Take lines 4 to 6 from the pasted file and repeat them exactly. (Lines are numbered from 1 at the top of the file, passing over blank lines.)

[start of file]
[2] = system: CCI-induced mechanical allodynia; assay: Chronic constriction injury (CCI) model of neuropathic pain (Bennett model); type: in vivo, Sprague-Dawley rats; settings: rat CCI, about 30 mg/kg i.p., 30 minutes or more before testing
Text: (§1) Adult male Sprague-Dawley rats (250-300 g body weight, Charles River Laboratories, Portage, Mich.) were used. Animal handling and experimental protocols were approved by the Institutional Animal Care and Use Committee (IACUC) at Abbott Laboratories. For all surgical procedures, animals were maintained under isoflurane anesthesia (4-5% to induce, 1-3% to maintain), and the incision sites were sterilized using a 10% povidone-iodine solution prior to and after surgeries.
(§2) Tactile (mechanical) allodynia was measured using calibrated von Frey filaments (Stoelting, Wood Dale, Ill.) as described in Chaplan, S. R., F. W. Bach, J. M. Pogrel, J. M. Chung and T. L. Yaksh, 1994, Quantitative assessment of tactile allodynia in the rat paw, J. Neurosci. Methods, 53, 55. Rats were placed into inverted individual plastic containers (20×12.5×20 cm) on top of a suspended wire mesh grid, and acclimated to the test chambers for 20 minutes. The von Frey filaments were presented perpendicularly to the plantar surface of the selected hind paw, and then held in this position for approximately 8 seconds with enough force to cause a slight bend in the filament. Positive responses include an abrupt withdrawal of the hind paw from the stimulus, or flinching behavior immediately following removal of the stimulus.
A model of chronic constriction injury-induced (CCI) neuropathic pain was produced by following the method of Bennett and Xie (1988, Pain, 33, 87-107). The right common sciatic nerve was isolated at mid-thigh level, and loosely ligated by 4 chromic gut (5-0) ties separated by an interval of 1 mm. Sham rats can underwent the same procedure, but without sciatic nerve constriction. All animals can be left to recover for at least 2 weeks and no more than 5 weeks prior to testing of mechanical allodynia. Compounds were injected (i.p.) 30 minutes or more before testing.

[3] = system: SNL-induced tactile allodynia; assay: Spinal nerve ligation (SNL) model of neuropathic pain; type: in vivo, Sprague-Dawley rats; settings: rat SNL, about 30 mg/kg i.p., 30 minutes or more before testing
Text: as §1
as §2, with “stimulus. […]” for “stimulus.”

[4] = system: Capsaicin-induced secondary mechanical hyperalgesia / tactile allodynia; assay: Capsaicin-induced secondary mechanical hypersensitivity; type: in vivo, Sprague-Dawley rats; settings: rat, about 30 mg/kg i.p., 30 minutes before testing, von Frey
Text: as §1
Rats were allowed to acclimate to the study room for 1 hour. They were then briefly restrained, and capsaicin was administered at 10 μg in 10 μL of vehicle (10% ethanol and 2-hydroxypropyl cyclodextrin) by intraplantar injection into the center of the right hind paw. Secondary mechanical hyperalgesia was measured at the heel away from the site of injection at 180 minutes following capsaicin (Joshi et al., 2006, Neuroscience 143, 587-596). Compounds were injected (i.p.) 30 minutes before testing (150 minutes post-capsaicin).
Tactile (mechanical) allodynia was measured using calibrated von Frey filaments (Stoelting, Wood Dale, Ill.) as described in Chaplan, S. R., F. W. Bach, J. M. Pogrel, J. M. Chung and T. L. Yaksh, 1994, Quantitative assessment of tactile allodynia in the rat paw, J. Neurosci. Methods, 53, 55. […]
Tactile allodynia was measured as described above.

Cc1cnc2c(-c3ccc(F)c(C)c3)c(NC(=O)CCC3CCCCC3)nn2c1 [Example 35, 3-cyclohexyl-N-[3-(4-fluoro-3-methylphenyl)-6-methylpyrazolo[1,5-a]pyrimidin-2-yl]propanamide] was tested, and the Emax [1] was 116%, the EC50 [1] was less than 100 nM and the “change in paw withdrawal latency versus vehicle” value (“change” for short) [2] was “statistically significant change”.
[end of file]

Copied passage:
A model of chronic constriction injury-induced (CCI) neuropathic pain was produced by following the method of Bennett and Xie (1988, Pain, 33, 87-107). The right common sciatic nerve was isolated at mid-thigh level, and loosely ligated by 4 chromic gut (5-0) ties separated by an interval of 1 mm. Sham rats can underwent the same procedure, but without sciatic nerve constriction. All animals can be left to recover for at least 2 weeks and no more than 5 weeks prior to testing of mechanical allodynia. Compounds were injected (i.p.) 30 minutes or more before testing.

[3] = system: SNL-induced tactile allodynia; assay: Spinal nerve ligation (SNL) model of neuropathic pain; type: in vivo, Sprague-Dawley rats; settings: rat SNL, about 30 mg/kg i.p., 30 minutes or more before testing
Text: as §1